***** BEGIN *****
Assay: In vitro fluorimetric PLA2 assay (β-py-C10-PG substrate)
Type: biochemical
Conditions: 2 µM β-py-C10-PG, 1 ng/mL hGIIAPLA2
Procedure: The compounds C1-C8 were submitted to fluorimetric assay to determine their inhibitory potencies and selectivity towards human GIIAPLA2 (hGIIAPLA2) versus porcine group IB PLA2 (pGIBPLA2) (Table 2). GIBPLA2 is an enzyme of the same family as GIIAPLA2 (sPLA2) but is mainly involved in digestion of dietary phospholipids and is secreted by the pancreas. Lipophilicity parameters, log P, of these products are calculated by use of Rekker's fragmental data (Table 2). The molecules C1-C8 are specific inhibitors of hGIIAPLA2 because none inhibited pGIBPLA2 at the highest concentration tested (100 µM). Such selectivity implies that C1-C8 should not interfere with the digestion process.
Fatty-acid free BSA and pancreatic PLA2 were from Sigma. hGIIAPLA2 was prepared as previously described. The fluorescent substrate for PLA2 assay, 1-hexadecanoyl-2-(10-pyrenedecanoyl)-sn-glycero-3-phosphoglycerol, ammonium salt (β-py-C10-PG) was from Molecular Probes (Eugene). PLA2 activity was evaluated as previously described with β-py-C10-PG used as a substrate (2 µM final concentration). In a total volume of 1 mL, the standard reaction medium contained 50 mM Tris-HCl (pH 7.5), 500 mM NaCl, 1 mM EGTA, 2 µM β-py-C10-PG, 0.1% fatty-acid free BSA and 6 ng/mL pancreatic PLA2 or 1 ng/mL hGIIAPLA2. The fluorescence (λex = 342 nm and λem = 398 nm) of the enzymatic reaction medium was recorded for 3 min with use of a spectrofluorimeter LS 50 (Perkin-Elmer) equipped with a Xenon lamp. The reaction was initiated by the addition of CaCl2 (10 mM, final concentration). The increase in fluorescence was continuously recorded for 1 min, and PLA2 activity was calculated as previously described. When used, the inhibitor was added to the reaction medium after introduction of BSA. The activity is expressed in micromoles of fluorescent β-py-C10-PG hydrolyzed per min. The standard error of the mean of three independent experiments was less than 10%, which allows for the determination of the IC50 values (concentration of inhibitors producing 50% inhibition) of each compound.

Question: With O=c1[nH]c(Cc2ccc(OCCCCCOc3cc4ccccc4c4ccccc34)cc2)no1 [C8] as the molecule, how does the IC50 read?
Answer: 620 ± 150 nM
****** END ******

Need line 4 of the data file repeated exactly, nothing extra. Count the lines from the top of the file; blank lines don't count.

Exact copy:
Procedure: The compounds C1-C8 were submitted to fluorimetric assay to determine their inhibitory potencies and selectivity towards human GIIAPLA2 (hGIIAPLA2) versus porcine group IB PLA2 (pGIBPLA2) (Table 2). GIBPLA2 is an enzyme of the same family as GIIAPLA2 (sPLA2) but is mainly involved in digestion of dietary phospholipids and is secreted by the pancreas. Lipophilicity parameters, log P, of these products are calculated by use of Rekker's fragmental data (Table 2). The molecules C1-C8 are specific inhibitors of hGIIAPLA2 because none inhibited pGIBPLA2 at the highest concentration tested (100 µM). Such selectivity implies that C1-C8 should not interfere with the digestion process.